Utility Week

UTILITY Week 9th September 2016

Utility Week - authoritative, impartial and essential reading for senior people within utilities, regulators and government

Issue link: https://fhpublishing.uberflip.com/i/723894

Contents of this Issue


Page 22 of 31

Customers This week Extra Energy bottom of complaints table Independent supplier attracts record number of complaints per customer in Citizens Advice league Extra Energy has remained at the bottom of the Citizens Advice complaints table for a second quarter in a row. The independent supplier reached a record complaints ratio (1,791.2 per 100,000 cus- tomers) and performed 80 times worse than the best performing supplier, SSE. According to Citi- zens Advice, this is the biggest gap between the best and worst suppliers since the table began five years ago. Common problems reported about Extra Energy included late or inaccurate bills and difficulty getting through to its customer service team on the phone when there was an problem to resolve. SSE retained its position at the top of the table with a complaints ratio of 22.5 per 100,000 customers, com- pared with 28.4 the previous quarter. EDF Energy, British Gas and Eon also made the top five, with Scottish Power below Npower in nineteenth position. Npower slashed complaints by over a third but was ranked the same because Spark Energy entered the table in a higher position. Citizens Advice's latest table also showed Flow Energy fell from second-best performer to tenth, with a fourfold increase in its complaints ratio, and Ecotricity doubled its complaints ratio. The charity publishes the quarterly results of the 21 largest energy firms to demonstrate to the public how well they are dealing with complaints. Suppliers' scores are calculated based on the seriousness of the complaint and how long it took to resolve. SJ WATER 'WOCs and WASCs cannot be compared' South East Water has suggested the Consumer Council for Water's annual complaints report should compare overall industry perfor- mance excluding sewerage, and then including sewerage, rather than comparing water-only com- panies (WOCs) and water and sewerage companies (WASCs). In a consultation in June, CCWater asked whether com- panies had concerns about the data it is collecting. South East also argued that connected-property data is "inconsistent". It proposed the report be modified as follows: l Supply complaints should be normalised by number of water supply connections. l Sewerage complaints should be normalised by number of sewerage connections. l Billing complaints should be normalised by the number of connections directly billed by the company. l Metering complaints should be normalised by the number of metered connections. ENERGY Domestic storage to dominate by 2024 Behind-the-meter energy storage will overtake grid-scale storage as the largest market segment in 2021 as the result of a surge in storage capacity, according to Bloomberg New Energy Finance (BNEF). Today, utility-scale storage makes up 84 per cent of total installed capacity, but by 2024, behind-the-meter storage will represent two-thirds of capacity. The BNEF report revealed that, by 2024, capacity will reach 45GW, 16 times the current amount, aer investment of £33 billion. About £2.9 trillion will be invested in power genera- tion capacity. ENERGY SSE committed to flexible service SSE is to offer flexible customer services and improve complaints handling in a bid to attain a gold standard for customer service. The energy supplier is aiming to become the first to meet the criteria of the British Standard for Inclusive Service Provision. It has committed itself to put in place flexible customer services that are designed, marketed and available to all customers, including those experiencing some form of vul- nerability, by 2018. Will Morris, SSE group managing director of retail, said: "Some of our customers require more help or a differ- ent service and putting in place the improvements to achieve BSI accreditation will help us accomplish this." Many complaints were about inaccurate bills I am the customer Judith Donovan "A paper bill is the best way to engage with spending" The investigation by the Com- petition and Markets Authority (CMA) into the energy market aimed to improve the bills of millions of UK customers. One of the primary problems it identified was the perceived lack of customer engagement, with people not taking time to review their expenditure and shop around. As a result, more than 70 per cent of the six larg- est energy firms' customers pay a default tariff, which is also the most expensive. manage their finances well (75 rather than 48 per cent of those with electronic payments). We must do more to get people to monitor their energy spending. For some consumers, a traditional paper bill is the clearly the best way to ensure this. As such, it is a shame that the CMA's findings do not exam- ine how the methods by which people receive their bill affects their subsequent behaviour. Judith Donovan CBE, chair, Keep Me Posted The CMA's report proposed a number of measures to cap tariffs and hold providers to account. While this should be applauded, to my mind it does not truly address the best way to engage customers. With our culture's embrace of digital services, more people than ever have been encouraged by their provider to manage their accounts online. The option to receive bills online works for some but for many this makes them far less likely to actively engage with their spending. Behavioural research conducted by the Keep Me Posted campaign found that people who receive their bills on paper generally UTILITY WEEK | 9TH - 15TH SEPTEMBER 2016 | 23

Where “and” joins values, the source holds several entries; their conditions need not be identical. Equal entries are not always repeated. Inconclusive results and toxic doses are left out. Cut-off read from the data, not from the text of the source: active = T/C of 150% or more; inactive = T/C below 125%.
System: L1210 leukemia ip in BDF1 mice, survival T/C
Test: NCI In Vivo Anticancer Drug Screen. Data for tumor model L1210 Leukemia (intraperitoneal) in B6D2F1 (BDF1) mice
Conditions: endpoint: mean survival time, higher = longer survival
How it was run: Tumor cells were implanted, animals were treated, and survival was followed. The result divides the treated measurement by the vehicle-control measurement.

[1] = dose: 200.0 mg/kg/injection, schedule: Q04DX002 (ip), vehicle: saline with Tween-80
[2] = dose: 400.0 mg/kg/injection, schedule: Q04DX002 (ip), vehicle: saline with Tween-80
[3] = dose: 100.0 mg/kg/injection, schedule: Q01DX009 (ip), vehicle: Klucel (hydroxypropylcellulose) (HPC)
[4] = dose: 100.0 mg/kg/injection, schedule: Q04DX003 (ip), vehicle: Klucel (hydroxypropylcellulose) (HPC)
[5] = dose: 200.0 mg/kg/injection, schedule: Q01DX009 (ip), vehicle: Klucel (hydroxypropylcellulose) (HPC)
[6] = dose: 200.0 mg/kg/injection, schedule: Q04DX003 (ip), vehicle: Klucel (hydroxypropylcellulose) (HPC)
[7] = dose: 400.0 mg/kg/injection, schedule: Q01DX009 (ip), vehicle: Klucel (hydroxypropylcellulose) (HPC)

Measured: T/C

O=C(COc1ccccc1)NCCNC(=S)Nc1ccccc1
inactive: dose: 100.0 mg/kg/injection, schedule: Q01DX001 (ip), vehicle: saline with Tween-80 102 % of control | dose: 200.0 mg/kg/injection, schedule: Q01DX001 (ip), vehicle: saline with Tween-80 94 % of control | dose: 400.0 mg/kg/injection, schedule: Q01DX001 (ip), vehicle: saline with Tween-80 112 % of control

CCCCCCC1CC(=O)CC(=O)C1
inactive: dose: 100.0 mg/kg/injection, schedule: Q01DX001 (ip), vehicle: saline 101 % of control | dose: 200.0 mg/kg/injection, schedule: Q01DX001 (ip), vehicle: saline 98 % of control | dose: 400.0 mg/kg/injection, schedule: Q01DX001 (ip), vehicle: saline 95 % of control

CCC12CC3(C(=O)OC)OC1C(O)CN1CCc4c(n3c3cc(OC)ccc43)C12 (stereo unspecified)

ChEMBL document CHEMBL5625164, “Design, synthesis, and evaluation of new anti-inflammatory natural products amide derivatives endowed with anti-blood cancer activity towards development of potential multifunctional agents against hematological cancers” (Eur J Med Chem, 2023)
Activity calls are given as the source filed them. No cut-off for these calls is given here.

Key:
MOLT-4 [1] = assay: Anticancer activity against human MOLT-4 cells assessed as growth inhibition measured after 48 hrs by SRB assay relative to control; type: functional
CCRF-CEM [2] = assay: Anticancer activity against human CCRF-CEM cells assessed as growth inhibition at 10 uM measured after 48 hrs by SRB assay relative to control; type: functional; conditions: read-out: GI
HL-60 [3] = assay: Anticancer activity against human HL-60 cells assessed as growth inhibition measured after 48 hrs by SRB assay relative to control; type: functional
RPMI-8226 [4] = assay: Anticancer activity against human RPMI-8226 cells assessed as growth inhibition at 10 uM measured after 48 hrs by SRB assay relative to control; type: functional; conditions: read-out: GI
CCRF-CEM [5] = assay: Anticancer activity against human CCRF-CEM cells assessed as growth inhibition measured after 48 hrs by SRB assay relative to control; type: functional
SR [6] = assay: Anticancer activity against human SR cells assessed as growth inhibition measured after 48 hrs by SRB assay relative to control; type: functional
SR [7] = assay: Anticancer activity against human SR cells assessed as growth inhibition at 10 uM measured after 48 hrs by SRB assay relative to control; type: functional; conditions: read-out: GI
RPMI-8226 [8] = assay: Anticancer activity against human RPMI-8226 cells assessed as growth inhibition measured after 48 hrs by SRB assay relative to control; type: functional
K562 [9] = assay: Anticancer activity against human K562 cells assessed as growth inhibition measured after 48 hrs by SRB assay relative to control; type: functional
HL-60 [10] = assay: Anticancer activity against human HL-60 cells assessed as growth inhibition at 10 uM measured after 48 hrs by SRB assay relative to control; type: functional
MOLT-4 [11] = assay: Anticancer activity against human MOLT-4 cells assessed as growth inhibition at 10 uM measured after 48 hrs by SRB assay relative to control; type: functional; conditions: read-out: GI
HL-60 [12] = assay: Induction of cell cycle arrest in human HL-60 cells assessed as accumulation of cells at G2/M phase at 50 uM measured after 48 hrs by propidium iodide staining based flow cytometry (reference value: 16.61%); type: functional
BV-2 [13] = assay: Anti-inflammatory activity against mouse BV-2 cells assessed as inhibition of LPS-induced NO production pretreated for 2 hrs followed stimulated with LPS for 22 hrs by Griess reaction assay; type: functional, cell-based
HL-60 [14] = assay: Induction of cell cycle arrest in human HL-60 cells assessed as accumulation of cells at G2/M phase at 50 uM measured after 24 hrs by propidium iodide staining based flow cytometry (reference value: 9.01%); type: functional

Articles in this issue

Archives of this issue

view archives of Utility Week - UTILITY Week 9th September 2016